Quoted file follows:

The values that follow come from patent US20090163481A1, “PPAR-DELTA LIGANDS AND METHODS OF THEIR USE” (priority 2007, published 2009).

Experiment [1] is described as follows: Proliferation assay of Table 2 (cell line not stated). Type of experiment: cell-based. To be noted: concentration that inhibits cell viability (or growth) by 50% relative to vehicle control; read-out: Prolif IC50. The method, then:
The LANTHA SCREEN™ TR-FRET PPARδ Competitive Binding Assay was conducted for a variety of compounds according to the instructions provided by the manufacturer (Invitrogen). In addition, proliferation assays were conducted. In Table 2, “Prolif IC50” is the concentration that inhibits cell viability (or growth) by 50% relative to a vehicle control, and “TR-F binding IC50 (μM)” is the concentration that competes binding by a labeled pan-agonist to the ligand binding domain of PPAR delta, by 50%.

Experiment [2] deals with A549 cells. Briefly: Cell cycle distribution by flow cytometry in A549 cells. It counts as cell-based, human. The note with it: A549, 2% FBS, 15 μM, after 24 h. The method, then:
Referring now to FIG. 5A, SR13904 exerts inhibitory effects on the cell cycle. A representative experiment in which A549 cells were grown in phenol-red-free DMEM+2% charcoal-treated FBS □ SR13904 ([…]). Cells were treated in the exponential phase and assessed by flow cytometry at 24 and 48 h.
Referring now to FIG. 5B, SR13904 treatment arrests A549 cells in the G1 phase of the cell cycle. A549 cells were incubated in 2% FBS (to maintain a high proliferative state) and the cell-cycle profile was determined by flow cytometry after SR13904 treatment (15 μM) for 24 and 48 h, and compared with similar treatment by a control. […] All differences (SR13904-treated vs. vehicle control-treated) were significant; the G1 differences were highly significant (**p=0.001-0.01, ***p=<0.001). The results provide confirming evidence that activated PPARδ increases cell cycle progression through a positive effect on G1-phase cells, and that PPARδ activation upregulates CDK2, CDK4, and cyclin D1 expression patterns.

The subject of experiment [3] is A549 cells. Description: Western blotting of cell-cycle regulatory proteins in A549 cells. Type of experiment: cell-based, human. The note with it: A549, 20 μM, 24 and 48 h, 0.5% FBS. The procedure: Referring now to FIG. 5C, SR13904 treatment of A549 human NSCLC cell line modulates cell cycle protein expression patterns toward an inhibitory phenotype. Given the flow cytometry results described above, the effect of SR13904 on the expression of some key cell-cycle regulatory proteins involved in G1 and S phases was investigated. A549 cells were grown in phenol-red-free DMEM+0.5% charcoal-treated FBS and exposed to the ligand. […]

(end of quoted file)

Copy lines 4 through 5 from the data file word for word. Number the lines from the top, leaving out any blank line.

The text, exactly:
Experiment [2] deals with A549 cells. Briefly: Cell cycle distribution by flow cytometry in A549 cells. It counts as cell-based, human. The note with it: A549, 2% FBS, 15 μM, after 24 h. The method, then:
Referring now to FIG. 5A, SR13904 exerts inhibitory effects on the cell cycle. A representative experiment in which A549 cells were grown in phenol-red-free DMEM+2% charcoal-treated FBS □ SR13904 ([…]). Cells were treated in the exponential phase and assessed by flow cytometry at 24 and 48 h.